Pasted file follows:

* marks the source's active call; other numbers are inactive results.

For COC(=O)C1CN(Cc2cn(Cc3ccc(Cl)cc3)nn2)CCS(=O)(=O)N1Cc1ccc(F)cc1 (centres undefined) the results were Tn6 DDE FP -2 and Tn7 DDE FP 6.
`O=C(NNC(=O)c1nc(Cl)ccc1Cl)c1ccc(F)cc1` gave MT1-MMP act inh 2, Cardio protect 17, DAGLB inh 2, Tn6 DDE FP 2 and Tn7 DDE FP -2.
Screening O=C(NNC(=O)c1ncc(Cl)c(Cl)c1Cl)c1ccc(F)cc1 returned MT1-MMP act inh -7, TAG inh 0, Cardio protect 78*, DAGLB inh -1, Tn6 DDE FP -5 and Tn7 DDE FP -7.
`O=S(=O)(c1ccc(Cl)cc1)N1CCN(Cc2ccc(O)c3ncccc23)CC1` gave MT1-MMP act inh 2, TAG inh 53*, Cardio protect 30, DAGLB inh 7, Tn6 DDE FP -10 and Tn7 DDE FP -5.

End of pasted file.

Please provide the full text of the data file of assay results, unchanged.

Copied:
* marks the source's active call; other numbers are inactive results.

For COC(=O)C1CN(Cc2cn(Cc3ccc(Cl)cc3)nn2)CCS(=O)(=O)N1Cc1ccc(F)cc1 (centres undefined) the results were Tn6 DDE FP -2 and Tn7 DDE FP 6.
`O=C(NNC(=O)c1nc(Cl)ccc1Cl)c1ccc(F)cc1` gave MT1-MMP act inh 2, Cardio protect 17, DAGLB inh 2, Tn6 DDE FP 2 and Tn7 DDE FP -2.
Screening O=C(NNC(=O)c1ncc(Cl)c(Cl)c1Cl)c1ccc(F)cc1 returned MT1-MMP act inh -7, TAG inh 0, Cardio protect 78*, DAGLB inh -1, Tn6 DDE FP -5 and Tn7 DDE FP -7.
`O=S(=O)(c1ccc(Cl)cc1)N1CCN(Cc2ccc(O)c3ncccc23)CC1` gave MT1-MMP act inh 2, TAG inh 53*, Cardio protect 30, DAGLB inh 7, Tn6 DDE FP -10 and Tn7 DDE FP -5.